In this article

Organizations are racing towards digital transformation in efforts to differentiate themselves from their competition. Yet one thing remains constant across each of these efforts — the need to consider security throughout the entire process.

If building and running applications that fully exploited cloud services increased risk, would cloud-native services still be a priority? Or would you step back, assess the risk and make an informed decision?

The answer should seem obvious. Deploying applications without security is a risky business. It's like building a car without brakes — drive at your own risk.

This is the first of a two-part series in which we identify ways to best protect your applications and data from threats, and then comparing level of protection provided by F5's Advanced WAF versus AWS WAF and Azure WAF in a future post.

For now, let's discuss best-practices organizations can deploy to protect your assets in a multicloud environment.

Consider the CIA triad

Organizations need to balance the three components of the CIA triad — confidentiality, integrity and availability — in order to create safe and efficient access to their applications. In a perfect world, everything would be equal, but that's not realistic. In order to create balanced operations, we must consider solutions that minimize impact while maximizing the overall security posture. Often, when functionality and usability are improved, security suffers. It is essential to ask yourself the following questions:

  • How balanced is our organization today?
  • Where do we want to be in six, 12, 24, 36 months?
  • How can we improve day by day?
  • What will it take to get there?
  • Do we have the right people in place and the time to do this on our own?

Weighing impact, effort and risk

If you were to choose speed to market over operational efficiency, and a deployment causes an outage or breach, what's the real cost? It might be faster to market, but many times, the operational cost and burden aren't worth the investment because they don't improve the overall security posture and the impact on availability is too great.

There's a significant upside to cloud adoption, such as reduced operational expenditures (opex) and capital expenditures (capex), and increased efficiencies through inter-connectivity. However, evaluating the challenges of cloud adoption is beneficial when assessing the risk and creating a change-management plan. It's important to consider the following:

  • Security: The fluidity of data can expose sensitive information to malware and other cybersecurity threats.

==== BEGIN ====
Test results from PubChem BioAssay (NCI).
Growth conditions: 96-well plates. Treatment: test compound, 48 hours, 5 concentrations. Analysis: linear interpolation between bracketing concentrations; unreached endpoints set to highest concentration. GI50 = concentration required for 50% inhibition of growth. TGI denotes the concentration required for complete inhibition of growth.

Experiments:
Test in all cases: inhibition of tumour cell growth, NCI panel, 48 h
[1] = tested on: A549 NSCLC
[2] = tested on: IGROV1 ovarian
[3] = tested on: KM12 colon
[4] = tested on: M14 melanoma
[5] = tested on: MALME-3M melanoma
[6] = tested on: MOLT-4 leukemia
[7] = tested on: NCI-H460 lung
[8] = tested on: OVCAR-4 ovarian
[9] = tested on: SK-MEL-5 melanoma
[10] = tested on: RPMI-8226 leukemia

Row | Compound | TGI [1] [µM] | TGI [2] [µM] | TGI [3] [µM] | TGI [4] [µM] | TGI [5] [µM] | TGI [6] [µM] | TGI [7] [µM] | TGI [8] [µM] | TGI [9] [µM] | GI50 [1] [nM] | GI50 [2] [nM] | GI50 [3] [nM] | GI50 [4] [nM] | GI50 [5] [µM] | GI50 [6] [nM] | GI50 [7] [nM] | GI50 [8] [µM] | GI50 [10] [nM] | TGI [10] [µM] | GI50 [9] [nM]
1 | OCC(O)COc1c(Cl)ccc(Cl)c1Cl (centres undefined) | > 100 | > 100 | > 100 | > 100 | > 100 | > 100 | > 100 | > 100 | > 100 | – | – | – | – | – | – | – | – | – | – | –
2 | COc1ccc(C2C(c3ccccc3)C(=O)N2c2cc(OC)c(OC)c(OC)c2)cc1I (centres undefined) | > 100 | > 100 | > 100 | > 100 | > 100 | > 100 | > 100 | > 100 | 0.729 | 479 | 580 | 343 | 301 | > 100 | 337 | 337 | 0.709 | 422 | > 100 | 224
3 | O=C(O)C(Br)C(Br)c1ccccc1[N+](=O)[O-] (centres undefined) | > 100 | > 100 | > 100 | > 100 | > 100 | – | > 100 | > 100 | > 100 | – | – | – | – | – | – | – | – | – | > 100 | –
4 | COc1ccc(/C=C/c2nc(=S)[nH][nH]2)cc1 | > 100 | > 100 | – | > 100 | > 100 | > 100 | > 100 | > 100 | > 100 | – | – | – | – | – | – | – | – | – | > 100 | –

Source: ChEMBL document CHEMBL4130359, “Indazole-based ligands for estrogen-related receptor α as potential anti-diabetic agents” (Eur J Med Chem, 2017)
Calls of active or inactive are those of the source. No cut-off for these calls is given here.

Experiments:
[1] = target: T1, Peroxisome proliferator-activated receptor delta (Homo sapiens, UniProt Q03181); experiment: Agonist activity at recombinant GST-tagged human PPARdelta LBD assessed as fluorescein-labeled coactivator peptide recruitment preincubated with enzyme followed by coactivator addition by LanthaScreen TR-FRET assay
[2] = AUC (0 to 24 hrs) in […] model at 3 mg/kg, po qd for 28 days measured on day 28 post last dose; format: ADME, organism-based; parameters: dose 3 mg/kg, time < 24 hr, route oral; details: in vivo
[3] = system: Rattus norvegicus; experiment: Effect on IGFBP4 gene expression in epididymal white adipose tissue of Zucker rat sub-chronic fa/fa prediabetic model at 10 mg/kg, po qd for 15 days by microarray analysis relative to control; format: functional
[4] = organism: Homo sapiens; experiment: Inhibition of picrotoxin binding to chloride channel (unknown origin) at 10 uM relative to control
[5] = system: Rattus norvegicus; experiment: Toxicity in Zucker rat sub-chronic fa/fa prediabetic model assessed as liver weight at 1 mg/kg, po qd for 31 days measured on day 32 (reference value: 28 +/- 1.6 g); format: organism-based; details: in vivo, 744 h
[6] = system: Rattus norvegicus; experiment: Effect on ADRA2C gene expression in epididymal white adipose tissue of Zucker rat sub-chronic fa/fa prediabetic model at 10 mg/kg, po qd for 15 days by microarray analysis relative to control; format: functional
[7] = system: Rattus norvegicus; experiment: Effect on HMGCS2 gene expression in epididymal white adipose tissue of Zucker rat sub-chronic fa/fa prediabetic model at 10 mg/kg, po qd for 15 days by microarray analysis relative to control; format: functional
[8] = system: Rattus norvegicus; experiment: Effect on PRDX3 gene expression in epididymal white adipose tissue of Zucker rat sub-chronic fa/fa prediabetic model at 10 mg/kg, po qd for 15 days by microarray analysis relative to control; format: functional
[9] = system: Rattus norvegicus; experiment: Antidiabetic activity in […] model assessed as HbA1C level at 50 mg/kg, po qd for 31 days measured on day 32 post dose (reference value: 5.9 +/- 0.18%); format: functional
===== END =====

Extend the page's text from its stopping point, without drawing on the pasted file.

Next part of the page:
• Data loss: Outages can occur and risks become more prevalent as the attack surface expands. Data loss occurs due to system malfunction, misconfiguration, data mapping and human error.
  • Compatability/scalability: Legacy environments supporting applications are most likely incompatible with native cloud services. IT decision-makers need to do the necessary research to evaluate the various cloud computing technologies to see what application security platforms work best for their organization.

When it comes to cybersecurity, what's the real cost of mediocrity?

It is essential to consider security throughout the project lifecycle, where the tools you use are just as important as the code you deploy. You need tools that automatically adapt to changes and are the same across all environments, and can be customized quickly and easily to meet the changing demands of your applications. Having an application architecture that's similar across all environments will also decrease operational burden and cost while decreasing risk.

Firewalls have always been considered the preferred edge security device, and today's next-generation firewalls (NGFWs) are more advanced than ever.

But there's one problem. Applications are the new edge, and they are the path to your data. With modern architectures, you must take a layered approach to security. I know, I know. You've heard it before, but if organizations were actually doing this, I'm sure we'd see fewer breaches.

Historically, security operations have focused on the edge of the network, but that is no longer enough. Application security is essential in today's digital market. It starts with code, but it doesn't end there, and WWT is here to help make the journey to securing your applications simpler for you.

Fact-based, data-driven decisions

As a solutions integrator, we recommend customers make their buying decisions based on facts to drive the right business outcomes. In this case, we're talking about improving customer experience, securing customer data and providing a level of visibility that decreases risk.

Having been in IT for 15 years, I know first hand what it's like to have manufacturers trying to sell the "best" solution for your problems. Unfortunately, every manufacturer has the "best" solution. As a trusted advisor, WWT uses our Advanced Technology Center (ATC) to help you determine which solution is best for you and your organization. Dealing with individual manufacturers can be very one sided, and you have to take everything at face value, which is very difficult to do with cloud-native services.